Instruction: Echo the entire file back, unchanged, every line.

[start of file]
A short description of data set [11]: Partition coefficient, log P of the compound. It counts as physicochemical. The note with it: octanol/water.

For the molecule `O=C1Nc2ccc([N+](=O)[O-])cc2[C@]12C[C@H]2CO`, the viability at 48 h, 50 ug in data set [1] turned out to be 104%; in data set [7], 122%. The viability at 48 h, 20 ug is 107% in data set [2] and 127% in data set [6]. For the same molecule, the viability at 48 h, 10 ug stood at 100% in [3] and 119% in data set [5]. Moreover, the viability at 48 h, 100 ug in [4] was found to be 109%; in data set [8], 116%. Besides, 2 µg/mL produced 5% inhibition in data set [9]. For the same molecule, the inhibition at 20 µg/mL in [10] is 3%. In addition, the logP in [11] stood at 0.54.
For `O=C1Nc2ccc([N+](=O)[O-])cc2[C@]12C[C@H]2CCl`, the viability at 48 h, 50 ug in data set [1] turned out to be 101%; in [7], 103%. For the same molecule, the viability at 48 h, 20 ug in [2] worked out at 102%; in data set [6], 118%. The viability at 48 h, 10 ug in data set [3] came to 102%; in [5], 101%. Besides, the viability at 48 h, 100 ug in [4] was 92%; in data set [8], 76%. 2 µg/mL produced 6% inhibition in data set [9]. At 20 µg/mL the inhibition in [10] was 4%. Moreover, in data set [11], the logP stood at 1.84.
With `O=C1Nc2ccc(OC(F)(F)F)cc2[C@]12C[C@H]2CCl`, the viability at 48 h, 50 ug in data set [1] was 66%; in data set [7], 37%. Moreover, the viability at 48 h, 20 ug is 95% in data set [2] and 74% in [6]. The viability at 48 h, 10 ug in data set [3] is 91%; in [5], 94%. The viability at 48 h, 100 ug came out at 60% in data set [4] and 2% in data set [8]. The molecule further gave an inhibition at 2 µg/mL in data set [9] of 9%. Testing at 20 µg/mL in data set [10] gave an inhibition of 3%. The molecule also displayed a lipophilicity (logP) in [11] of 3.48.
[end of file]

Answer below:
A short description of data set [11]: Partition coefficient, log P of the compound. It counts as physicochemical. The note with it: octanol/water.

For the molecule `O=C1Nc2ccc([N+](=O)[O-])cc2[C@]12C[C@H]2CO`, the viability at 48 h, 50 ug in data set [1] turned out to be 104%; in data set [7], 122%. The viability at 48 h, 20 ug is 107% in data set [2] and 127% in data set [6]. For the same molecule, the viability at 48 h, 10 ug stood at 100% in [3] and 119% in data set [5]. Moreover, the viability at 48 h, 100 ug in [4] was found to be 109%; in data set [8], 116%. Besides, 2 µg/mL produced 5% inhibition in data set [9]. For the same molecule, the inhibition at 20 µg/mL in [10] is 3%. In addition, the logP in [11] stood at 0.54.
For `O=C1Nc2ccc([N+](=O)[O-])cc2[C@]12C[C@H]2CCl`, the viability at 48 h, 50 ug in data set [1] turned out to be 101%; in [7], 103%. For the same molecule, the viability at 48 h, 20 ug in [2] worked out at 102%; in data set [6], 118%. The viability at 48 h, 10 ug in data set [3] came to 102%; in [5], 101%. Besides, the viability at 48 h, 100 ug in [4] was 92%; in data set [8], 76%. 2 µg/mL produced 6% inhibition in data set [9]. At 20 µg/mL the inhibition in [10] was 4%. Moreover, in data set [11], the logP stood at 1.84.
With `O=C1Nc2ccc(OC(F)(F)F)cc2[C@]12C[C@H]2CCl`, the viability at 48 h, 50 ug in data set [1] was 66%; in data set [7], 37%. Moreover, the viability at 48 h, 20 ug is 95% in data set [2] and 74% in [6]. The viability at 48 h, 10 ug in data set [3] is 91%; in [5], 94%. The viability at 48 h, 100 ug came out at 60% in data set [4] and 2% in data set [8]. The molecule further gave an inhibition at 2 µg/mL in data set [9] of 9%. Testing at 20 µg/mL in data set [10] gave an inhibition of 3%. The molecule also displayed a lipophilicity (logP) in [11] of 3.48.